25 Essential Eponymous Albums

Eponymous: (of a literary work, film, etc) named after its central character or creator: The Stooges' eponymous debut album.

On this day in 1983, a young woman from Michigan who had recently given up on a career as a hard-rock singer released her first album of electronic dance-pop, an album that also happened to bear her first name as its title. Although the first two singles, "Everybody" and "Burning Up," failed to ignite much beyond the dance floors of New York discotheques, subsequent singles you may have heard once or twice in the intervening years - "Holiday," "Borderline" - fared considerably better. By 2000, the RIAA had certified Madonna triple platinum.

Pop music is awash in "eponymous" albums, so named either as an introductory calling card or because the artist is just too lazy to think of an actual title. As you can see from this Wiki page, they are legion. Not all of them are debuts; some jokers like Peter Gabriel, Weezer and Brazilian heartthrob Roberto Carlos have given their names to several albums (Carlos a good two dozen or so).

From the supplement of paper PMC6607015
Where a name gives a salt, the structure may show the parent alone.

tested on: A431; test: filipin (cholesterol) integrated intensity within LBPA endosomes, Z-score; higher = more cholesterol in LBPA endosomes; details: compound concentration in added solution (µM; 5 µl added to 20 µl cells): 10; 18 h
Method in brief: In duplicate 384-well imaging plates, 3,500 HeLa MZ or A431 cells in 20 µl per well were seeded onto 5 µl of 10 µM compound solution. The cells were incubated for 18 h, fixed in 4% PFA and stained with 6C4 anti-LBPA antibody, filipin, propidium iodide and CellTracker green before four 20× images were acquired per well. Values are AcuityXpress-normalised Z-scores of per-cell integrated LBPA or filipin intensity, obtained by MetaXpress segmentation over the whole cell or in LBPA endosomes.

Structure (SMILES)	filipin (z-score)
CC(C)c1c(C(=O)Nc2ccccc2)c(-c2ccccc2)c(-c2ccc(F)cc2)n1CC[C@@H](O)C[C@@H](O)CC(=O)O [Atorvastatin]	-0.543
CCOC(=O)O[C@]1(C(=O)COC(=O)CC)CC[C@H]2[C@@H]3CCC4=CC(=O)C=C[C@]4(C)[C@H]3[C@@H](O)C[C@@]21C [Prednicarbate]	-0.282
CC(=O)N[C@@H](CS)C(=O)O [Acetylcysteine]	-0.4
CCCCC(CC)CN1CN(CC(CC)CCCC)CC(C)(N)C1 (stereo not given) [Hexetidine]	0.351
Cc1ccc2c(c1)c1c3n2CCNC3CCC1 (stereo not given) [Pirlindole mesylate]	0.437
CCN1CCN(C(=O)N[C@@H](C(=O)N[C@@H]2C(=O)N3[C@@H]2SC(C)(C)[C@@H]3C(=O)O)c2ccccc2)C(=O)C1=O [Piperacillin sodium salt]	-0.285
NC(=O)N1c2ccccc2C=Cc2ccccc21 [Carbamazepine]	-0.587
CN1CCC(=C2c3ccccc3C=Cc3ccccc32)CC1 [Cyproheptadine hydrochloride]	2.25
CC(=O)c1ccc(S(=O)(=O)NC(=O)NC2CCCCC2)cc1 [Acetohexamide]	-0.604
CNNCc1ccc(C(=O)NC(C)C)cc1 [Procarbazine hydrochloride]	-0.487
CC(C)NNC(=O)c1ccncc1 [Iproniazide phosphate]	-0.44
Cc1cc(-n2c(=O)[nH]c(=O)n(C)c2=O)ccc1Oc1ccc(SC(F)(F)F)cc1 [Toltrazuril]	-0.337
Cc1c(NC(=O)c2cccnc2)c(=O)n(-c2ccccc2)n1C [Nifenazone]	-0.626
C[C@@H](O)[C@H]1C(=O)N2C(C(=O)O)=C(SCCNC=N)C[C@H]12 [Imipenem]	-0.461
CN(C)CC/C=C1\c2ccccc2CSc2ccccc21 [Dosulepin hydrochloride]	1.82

Not surprisingly, many eponymous LPs also rank among the best albums ever made. We picked out a small sampling of our favorites.

Elvis Presley (1956)

Genre: Country + bluegrass + blues = The big bang of rock and roll.

"Blue Suede Shoes," "I Got a Woman," "Trying to Get to You," "Heartbreak Hotel," "Money Honey," "I Was the One," "Lawdy Miss Clawdy"

The Doors (1967)

Genre: Shaman/bluesman and jazz-schooled mates pioneer "album-oriented rock."

"Break On Through (To the Other Side)," "Soul Kitchen," "The Crystal Ship," "Light My Fire," "Back Door Man," "The End"

Townes Van Zandt (1969)

Genre: Existentialist folkie genius suffers for his art.

"Colorado Girl," "Waitin' Around to Die," "Lungs," "For the Sake of the Song"

Blondie (1976)

Genre: Le punk? C'est chic.

"X Offender," "Rip Her to Shreds," "Little Girl Lies," "Kung Fu Girls," "In the Flesh"

Tom Petty & the Heartbreakers (1976)

Genre: Southern rockers go L.A., pierce Boston-bloated FM playlists with punchy tunes... eventually.